Friday, 30 November 2007

Made to be broken

So, what have we learned about human nature recently?
  • It was against the rules to put sensitive information on disc and then post it out, but someone did it.
  • It was against the rules to accept third-party donations, but someone did it.
  • It was against the rules to withdraw arrest warrants for no-show defendants, but someone did it.
We're rule-breakers. It's hardly surprising. Rules exist to stop us doing what we want to do: of course we're disposed to break them. And in other contexts, of course, we reward rule-breakers mavericks. If breaking the rules pays off for you, you're a visionary, someone who gets the job done and lets the bean-counters worry about the fine print, dammit.

So when things go wrong, we can always find a rule-breaker to pin things on. (And we'll be right, of course). But if we want to stop things going wrong, how can we make breaking the rules a less attractive option?

Enforcement is an obvious answer. Check up on people constantly, and operate a zero-tolerance policy for errors. You need to pay for your auditing staff. You'll probably pay a cost in employee morale as well, especially if you end up firing people for honest mistakes, but if you're sufficiently rigorous you'll have fewer transgressions. However, the risk is that obeying the rules becomes nothing more than a pain in the neck; something done to keep others happy that gets in the way of the "real" job. This, of course, is an incentive to break the rules.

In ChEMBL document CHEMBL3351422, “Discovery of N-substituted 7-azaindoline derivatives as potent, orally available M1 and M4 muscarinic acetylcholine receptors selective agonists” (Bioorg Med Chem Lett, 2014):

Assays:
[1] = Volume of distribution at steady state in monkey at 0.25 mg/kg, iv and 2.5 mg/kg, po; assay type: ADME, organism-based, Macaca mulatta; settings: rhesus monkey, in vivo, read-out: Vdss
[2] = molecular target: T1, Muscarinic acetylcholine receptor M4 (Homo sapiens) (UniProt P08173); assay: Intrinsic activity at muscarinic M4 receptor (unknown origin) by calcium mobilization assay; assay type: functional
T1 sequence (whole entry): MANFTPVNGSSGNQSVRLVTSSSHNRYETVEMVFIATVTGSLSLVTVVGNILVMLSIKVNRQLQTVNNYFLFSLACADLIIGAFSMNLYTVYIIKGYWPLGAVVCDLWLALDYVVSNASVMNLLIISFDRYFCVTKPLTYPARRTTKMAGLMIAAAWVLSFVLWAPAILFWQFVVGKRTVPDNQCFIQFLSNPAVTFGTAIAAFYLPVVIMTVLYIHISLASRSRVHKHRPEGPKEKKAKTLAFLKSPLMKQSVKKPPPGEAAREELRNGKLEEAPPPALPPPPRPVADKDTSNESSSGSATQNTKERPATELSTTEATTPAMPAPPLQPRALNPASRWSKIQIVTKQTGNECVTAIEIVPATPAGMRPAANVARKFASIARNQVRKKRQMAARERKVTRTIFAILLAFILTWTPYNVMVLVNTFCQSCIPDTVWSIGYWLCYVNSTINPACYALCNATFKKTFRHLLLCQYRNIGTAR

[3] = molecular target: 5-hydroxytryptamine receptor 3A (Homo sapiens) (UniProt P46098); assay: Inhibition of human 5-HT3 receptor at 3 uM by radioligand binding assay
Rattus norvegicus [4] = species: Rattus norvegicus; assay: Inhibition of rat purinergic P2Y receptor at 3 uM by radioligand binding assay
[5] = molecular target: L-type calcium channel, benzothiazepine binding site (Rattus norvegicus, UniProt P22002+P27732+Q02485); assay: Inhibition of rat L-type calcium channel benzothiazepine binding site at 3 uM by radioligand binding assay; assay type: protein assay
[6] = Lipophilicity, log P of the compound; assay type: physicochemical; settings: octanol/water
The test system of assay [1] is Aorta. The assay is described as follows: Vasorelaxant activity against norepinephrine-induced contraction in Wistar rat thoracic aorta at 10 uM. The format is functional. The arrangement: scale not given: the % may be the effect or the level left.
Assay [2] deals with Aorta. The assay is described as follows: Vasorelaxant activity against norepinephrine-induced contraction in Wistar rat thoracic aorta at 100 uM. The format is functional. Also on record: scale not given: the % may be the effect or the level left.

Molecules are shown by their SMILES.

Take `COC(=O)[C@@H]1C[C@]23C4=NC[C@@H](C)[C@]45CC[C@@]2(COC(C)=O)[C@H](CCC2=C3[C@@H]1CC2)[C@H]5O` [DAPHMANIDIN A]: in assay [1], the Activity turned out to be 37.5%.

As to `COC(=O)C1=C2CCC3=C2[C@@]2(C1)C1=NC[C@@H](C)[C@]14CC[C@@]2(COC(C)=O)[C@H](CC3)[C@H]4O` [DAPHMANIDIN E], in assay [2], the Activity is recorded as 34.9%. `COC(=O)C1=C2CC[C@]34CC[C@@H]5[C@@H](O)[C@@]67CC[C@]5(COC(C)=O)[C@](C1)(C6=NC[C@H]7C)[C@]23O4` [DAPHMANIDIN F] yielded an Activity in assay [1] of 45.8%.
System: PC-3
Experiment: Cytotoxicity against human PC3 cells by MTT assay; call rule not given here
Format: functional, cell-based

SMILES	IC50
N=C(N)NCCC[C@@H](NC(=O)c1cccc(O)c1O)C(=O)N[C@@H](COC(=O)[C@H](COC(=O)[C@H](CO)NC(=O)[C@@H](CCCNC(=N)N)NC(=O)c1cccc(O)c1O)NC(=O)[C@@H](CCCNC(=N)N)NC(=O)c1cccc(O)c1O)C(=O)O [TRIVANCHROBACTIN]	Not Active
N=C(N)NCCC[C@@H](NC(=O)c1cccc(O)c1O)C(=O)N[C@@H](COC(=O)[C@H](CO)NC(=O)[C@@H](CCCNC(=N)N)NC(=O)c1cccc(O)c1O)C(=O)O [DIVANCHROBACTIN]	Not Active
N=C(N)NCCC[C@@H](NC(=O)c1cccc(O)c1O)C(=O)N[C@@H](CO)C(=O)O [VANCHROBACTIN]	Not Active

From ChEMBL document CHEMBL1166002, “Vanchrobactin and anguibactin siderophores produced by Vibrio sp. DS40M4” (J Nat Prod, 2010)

The alternative is to make the rules matter: to make it as much a part of the job as hitting revenue targets, or saving money, or being efficient. This means "changing the culture" which is something people talk about a lot, without saying exactly how you do it. Training would be a part of it; rewarding "rules-obedience" even when it came at a cost (and punishing mavericks even when they "won") would be another; I think the biggest part would be removing the reasons people break rules: stress, pressure, ignorance, contempt, hassle. You pay for this too of course: if you're going to give people the training, support and resources they need to do their job properly then you're going to have to undo a lot of "efficiency" savings.

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